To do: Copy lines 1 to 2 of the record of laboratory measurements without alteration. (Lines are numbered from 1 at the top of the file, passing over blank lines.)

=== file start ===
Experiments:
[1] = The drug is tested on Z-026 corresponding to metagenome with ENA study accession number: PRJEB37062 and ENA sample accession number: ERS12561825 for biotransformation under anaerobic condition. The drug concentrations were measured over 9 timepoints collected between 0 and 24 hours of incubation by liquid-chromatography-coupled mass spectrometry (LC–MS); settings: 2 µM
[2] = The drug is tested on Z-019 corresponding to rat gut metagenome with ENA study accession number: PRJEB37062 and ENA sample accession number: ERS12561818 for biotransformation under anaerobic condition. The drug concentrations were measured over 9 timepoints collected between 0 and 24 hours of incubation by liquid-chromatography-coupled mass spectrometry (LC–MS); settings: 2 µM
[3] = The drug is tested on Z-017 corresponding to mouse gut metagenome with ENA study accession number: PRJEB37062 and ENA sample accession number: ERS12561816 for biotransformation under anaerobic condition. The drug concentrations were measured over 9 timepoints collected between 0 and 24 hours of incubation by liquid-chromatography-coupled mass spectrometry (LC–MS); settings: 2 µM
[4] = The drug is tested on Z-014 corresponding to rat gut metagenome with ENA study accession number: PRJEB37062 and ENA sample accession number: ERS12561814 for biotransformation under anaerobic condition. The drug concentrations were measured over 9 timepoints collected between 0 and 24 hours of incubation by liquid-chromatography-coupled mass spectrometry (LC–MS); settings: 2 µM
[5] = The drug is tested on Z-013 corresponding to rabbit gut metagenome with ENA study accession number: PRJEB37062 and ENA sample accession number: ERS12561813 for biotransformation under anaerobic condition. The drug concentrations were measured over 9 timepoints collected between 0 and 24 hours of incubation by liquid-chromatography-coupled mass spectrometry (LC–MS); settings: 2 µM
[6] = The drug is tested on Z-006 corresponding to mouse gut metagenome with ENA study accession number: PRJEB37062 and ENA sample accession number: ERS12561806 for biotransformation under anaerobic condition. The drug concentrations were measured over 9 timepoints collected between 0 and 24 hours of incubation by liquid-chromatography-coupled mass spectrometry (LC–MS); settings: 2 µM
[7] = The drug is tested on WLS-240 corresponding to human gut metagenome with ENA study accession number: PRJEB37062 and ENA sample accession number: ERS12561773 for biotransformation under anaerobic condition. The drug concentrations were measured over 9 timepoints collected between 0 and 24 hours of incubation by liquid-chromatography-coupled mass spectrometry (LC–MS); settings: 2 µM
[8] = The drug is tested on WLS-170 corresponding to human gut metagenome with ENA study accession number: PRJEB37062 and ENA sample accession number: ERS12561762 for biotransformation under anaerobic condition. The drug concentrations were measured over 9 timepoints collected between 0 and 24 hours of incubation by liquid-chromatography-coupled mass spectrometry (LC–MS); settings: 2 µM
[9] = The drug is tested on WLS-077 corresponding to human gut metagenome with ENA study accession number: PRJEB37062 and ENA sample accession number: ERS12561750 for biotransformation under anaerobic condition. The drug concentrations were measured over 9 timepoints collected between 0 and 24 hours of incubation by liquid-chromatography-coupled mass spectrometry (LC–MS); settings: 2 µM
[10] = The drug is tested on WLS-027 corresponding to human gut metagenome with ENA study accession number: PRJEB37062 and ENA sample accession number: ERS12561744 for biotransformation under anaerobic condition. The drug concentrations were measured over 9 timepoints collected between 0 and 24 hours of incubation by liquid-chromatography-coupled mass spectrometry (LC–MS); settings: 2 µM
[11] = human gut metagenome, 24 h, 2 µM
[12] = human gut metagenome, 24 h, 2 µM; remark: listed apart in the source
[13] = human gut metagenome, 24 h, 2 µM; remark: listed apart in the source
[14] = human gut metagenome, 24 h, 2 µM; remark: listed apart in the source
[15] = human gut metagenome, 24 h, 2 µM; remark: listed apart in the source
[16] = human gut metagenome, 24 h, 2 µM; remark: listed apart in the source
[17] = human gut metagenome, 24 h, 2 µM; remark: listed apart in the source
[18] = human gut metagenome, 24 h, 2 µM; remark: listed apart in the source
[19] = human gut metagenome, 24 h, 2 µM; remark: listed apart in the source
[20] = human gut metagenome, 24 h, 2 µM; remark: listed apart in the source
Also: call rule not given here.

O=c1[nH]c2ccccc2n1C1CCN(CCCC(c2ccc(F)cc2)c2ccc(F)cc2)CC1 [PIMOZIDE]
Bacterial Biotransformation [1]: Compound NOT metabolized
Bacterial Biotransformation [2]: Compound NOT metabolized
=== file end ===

Experiments:
[1] = The drug is tested on Z-026 corresponding to metagenome with ENA study accession number: PRJEB37062 and ENA sample accession number: ERS12561825 for biotransformation under anaerobic condition. The drug concentrations were measured over 9 timepoints collected between 0 and 24 hours of incubation by liquid-chromatography-coupled mass spectrometry (LC–MS); settings: 2 µM